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From Maxim Khutornenko <ma...@apache.org>
Subject Re: Proposal: API changes to getTasksStatus
Date Thu, 19 Jun 2014 20:26:39 GMT
Thanks for chiming in. I played with this idea a bit more and I tend to
agree that thrift lookup filter may be an overkill here. TBase does not
provide a way to iterate over all available fields, which makes this design
even harder to implement.

Also, the complexity/gain tradeoff is not ideal here either. The heaviest
piece of data is TaskConfig.executorConfig. The second biggest is
TaskEvents but both UI and SLA commands need them. Everything else is more
of a noise in terms of data size. So, I guess the lightweight API (no
executorConfig) proposed originally might be the easiest solution that
should mostly satisfy both current use cases. It would also be the easiest
to throw away when/if we eventually get rid of the ExecutorConfig data
stored within TaskConfig object.



On Thu, Jun 19, 2014 at 12:49 PM, Bill Farner <wfarner@apache.org> wrote:

> My personal preference would be to identify the different use cases, and
> create API calls for those (i suspect there are relatively few).  I'm not
> fond of altering the thrift response schema on the fly based on request
> parameters (e.g. SELECT x FROM).  This makes for client and server code
> that is difficult to reason about and set preconditions around.
>
> We might also consider taking a more REST-like approach and using object
> references (e.g. rather than returning an embedded TaskConfig object,
> return instructions for fetching the TaskConfig).  This would allow the
> client to de-dupe and selectively fetch.
>
>
> -=Bill
>
>
> On Wed, Jun 18, 2014 at 5:10 PM, Maxim Khutornenko <maxim@apache.org>
> wrote:
>
> > Small correction. TBase does not support lookup by field names, so the
> > format would have to be a list of field IDs:
> >
> > // Defines a set of thrift paths to be populated when returning
> > ScheduledTasks.
> > // Single path format is a list of valid field IDs representing thrift
> > query path.
> > // Valid examples:
> > //    [4], - taskEvents
> > //    [1,6] - assignedTask.instanceId
> > //    [1,4,27] - assignedTask.task.metadata
> > // Invalid examples:
> > //    [10] - field does not exist.
> > //    [4,2] - collection value lookup is not supported.
> > struct ScheduledTaskFormat {
> >   1: set<list<i32>> fieldIds
> > }
> >
> > The client would have to support a name-to-id conversion if we still
> want a
> > readable format like "assignedTask.instanceId" (converts to [1,6]).
> >
> >
> > On Wed, Jun 18, 2014 at 1:21 PM, Maxim Khutornenko <maxim@apache.org>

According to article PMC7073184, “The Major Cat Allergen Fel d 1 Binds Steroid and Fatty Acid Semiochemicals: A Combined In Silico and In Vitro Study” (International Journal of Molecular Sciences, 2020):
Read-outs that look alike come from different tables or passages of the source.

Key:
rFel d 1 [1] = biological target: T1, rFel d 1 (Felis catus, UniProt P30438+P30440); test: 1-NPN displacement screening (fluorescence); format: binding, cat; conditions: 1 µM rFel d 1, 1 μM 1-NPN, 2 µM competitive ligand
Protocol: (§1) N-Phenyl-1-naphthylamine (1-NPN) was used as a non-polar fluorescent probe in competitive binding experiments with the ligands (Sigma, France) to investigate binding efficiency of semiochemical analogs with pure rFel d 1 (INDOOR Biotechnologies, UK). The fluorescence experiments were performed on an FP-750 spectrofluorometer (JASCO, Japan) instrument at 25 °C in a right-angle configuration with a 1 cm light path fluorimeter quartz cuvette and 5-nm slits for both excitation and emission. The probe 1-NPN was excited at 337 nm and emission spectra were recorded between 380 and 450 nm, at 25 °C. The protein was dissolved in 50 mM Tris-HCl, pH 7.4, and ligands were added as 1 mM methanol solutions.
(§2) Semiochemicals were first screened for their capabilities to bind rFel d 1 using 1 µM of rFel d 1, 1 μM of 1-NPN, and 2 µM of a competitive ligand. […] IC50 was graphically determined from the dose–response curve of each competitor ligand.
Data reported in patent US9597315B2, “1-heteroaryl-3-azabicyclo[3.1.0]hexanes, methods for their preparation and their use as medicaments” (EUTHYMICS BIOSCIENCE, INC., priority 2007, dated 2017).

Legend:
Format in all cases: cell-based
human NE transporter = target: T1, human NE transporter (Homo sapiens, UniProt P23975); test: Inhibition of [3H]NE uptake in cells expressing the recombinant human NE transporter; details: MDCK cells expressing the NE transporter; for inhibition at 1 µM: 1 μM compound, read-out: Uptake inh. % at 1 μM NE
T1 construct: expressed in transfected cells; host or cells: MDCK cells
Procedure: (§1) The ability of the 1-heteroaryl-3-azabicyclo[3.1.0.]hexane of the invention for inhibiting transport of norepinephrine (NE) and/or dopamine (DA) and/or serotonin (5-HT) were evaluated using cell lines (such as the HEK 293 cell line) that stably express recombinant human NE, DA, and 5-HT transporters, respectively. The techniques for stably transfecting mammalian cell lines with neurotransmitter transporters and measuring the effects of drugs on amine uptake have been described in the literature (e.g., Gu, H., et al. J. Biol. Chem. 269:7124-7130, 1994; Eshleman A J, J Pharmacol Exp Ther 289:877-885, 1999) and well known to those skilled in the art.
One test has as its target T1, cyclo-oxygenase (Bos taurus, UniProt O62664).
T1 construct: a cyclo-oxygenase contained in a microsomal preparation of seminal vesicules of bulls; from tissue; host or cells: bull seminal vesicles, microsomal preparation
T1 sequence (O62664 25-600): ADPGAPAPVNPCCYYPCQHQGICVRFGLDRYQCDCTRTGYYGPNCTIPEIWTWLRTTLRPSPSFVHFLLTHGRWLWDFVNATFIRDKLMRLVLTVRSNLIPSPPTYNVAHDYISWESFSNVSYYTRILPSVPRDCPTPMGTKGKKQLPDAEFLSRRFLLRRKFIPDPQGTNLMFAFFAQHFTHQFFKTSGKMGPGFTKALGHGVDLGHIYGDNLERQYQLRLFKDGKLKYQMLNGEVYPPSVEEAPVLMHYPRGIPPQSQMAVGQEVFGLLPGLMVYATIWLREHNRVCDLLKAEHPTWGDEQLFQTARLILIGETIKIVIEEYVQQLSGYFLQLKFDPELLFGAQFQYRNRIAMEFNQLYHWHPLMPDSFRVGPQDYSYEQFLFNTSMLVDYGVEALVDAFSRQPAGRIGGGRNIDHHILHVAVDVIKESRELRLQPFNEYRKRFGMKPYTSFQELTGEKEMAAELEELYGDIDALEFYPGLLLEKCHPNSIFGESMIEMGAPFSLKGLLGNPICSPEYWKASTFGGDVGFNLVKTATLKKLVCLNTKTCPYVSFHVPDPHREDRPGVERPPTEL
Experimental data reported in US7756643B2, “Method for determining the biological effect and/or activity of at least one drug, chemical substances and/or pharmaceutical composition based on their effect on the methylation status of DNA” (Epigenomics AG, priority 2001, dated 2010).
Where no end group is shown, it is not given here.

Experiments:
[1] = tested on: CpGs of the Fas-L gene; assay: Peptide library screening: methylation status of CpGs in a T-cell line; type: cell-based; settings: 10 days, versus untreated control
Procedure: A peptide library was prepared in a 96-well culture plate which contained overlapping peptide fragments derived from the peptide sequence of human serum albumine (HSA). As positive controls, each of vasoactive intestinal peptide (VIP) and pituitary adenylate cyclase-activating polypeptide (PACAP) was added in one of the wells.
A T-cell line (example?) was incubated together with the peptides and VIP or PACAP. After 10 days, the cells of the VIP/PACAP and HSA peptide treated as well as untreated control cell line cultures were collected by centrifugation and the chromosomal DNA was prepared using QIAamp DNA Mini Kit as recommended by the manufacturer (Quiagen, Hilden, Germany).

> > wrote:
> >
> > > Bumping up this thread as pagination does not solve client cases where
> > all
> > > tasks must be pulled for evaluation. Example: SLA commands in
> > aurora_admin.
> > >
> > > I would like to explore the #2 idea proposed by David and subsequently
> > > outlined by Bill/Suman.
> > >
> > > Specifically, I am proposing to add an optional format:
> > > ScheduledTaskFormat parameter into the existing getTasksStatus() RPC:
> > >
> > > // Defines a set of fields to be populated
> > > // when returning ScheduledTasks. A format is
> > > // a string composed of valid struct field names
> > > // of an arbitrary depth separated by '.'
> > > // Valid examples:
> > > //    "taskEvents"
> > > //    "assignedTask.instanceId"
> > > //    "assignedTask.task.metadata"
> > > // Invalid examples:
> > > //    "task" - field does not exist.
> > > //    "assignedTask.assignedPorts.health" -
> > > //       collection value lookup is not supported.
> > > struct ScheduledTaskFormat {
> > >   1: set<string> fields
> > > }
> > >
> > > Given the above structure, the scheduler would be able to return
> > > ScheduledTask instances populated according to the desired format with
> > all
> > > other fields set to NULL.
> > >
> > > Alternatively, we could invert the format meaning from "include" to
> > > "exclude" and use it as an exclusion filter. However, I am leaning
> > towards
> > > the "include" approach as a better one from perf standpoint.
> > >
> > > There is also a possibility of defining a new RPC to support this
> > > filtering but I am not convinced it's worth the effort.
> > >
> > > Any comments/suggestions?
> > >
> > > Thanks,
> > > Maxim
> > >
> > >
> > > On Fri, May 30, 2014 at 3:43 PM, David McLaughlin <
> david@dmclaughlin.com
> > >
> > > wrote:
> > >
> > >> On Fri, May 30, 2014 at 11:22 AM, Suman Karumuri <mansu@apache.org>
> > >> wrote:
> > >>
> > >> > Looks like my earlier mail has bounced. Sending it again.
> > >> >
> > >> > Can you please add some explanation to AURORA-471 explaining where
> the
> > >> time
> > >> > is being spent with some data and some micro benchmarks. As is it
is
> > >> > unclear why thrift.flush should be taking so long. Is the default
> > >> > implementation of TServlet.doPost() doing something that can be
> > >> > optimized?If thrift serialization is really quick, where are we
> > spending
> > >> > the time? Or is thrift.js spending too much time parsing 10 megs of
> > >> JSON?
> > >> >
> > >>
> > >> I updated AURORA-458 with the jvisualvm profile which show that most
> > time
> > >> is spent in GzipStream.write. Bill and I had profiled like this
> before,
> > >> but
> > >> hadn't seen GzipStream be such an obvious cause of latency. When I
> also
> > >> tried to do some experiments with curl and removing compression, I